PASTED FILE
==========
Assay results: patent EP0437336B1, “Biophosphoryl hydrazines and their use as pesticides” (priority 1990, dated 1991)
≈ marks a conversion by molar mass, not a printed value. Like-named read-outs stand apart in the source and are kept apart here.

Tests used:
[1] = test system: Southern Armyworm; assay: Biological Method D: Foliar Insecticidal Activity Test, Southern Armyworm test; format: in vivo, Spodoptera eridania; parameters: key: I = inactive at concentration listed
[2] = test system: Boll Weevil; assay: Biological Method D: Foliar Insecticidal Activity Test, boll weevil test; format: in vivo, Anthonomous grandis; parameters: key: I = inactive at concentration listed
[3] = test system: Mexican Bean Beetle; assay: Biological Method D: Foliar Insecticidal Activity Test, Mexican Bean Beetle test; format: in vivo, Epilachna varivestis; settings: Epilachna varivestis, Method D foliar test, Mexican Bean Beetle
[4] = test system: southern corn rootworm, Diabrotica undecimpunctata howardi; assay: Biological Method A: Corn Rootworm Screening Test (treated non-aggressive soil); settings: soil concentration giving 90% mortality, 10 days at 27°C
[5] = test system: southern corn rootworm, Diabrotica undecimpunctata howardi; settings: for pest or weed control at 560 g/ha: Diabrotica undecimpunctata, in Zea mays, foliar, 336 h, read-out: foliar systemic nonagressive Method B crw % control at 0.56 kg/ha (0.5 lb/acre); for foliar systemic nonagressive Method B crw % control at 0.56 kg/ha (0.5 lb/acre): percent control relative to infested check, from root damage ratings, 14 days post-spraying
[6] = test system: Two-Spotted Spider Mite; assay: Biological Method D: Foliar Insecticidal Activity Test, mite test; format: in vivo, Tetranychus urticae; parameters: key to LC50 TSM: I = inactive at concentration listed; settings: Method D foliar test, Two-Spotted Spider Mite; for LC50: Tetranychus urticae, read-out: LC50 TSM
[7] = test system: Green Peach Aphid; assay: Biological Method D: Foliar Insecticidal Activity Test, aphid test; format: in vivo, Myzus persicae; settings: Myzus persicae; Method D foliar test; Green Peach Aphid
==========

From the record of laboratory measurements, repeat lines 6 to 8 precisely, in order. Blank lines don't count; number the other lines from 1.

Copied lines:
[3] = test system: Mexican Bean Beetle; assay: Biological Method D: Foliar Insecticidal Activity Test, Mexican Bean Beetle test; format: in vivo, Epilachna varivestis; settings: Epilachna varivestis, Method D foliar test, Mexican Bean Beetle
[4] = test system: southern corn rootworm, Diabrotica undecimpunctata howardi; assay: Biological Method A: Corn Rootworm Screening Test (treated non-aggressive soil); settings: soil concentration giving 90% mortality, 10 days at 27°C
[5] = test system: southern corn rootworm, Diabrotica undecimpunctata howardi; settings: for pest or weed control at 560 g/ha: Diabrotica undecimpunctata, in Zea mays, foliar, 336 h, read-out: foliar systemic nonagressive Method B crw % control at 0.56 kg/ha (0.5 lb/acre); for foliar systemic nonagressive Method B crw % control at 0.56 kg/ha (0.5 lb/acre): percent control relative to infested check, from root damage ratings, 14 days post-spraying